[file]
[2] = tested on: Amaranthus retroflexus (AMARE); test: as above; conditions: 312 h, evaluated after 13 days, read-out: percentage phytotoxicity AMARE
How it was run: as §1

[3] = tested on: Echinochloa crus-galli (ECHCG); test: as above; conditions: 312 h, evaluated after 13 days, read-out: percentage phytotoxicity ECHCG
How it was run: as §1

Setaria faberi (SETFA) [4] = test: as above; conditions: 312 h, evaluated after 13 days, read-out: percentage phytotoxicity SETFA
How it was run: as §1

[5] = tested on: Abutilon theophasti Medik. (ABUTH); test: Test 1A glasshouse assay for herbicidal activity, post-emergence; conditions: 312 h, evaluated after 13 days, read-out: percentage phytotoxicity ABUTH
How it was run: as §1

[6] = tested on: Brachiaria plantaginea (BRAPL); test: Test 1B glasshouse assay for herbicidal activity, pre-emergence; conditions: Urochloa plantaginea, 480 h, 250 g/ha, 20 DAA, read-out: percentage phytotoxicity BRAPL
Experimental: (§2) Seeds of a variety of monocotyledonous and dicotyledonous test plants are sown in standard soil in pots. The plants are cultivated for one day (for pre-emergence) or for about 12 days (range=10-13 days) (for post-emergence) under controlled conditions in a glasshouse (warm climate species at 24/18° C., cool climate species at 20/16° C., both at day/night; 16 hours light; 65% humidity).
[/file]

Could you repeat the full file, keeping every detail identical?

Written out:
[2] = tested on: Amaranthus retroflexus (AMARE); test: as above; conditions: 312 h, evaluated after 13 days, read-out: percentage phytotoxicity AMARE
How it was run: as §1

[3] = tested on: Echinochloa crus-galli (ECHCG); test: as above; conditions: 312 h, evaluated after 13 days, read-out: percentage phytotoxicity ECHCG
How it was run: as §1

Setaria faberi (SETFA) [4] = test: as above; conditions: 312 h, evaluated after 13 days, read-out: percentage phytotoxicity SETFA
How it was run: as §1

[5] = tested on: Abutilon theophasti Medik. (ABUTH); test: Test 1A glasshouse assay for herbicidal activity, post-emergence; conditions: 312 h, evaluated after 13 days, read-out: percentage phytotoxicity ABUTH
How it was run: as §1

[6] = tested on: Brachiaria plantaginea (BRAPL); test: Test 1B glasshouse assay for herbicidal activity, pre-emergence; conditions: Urochloa plantaginea, 480 h, 250 g/ha, 20 DAA, read-out: percentage phytotoxicity BRAPL
Experimental: (§2) Seeds of a variety of monocotyledonous and dicotyledonous test plants are sown in standard soil in pots. The plants are cultivated for one day (for pre-emergence) or for about 12 days (range=10-13 days) (for post-emergence) under controlled conditions in a glasshouse (warm climate species at 24/18° C., cool climate species at 20/16° C., both at day/night; 16 hours light; 65% humidity).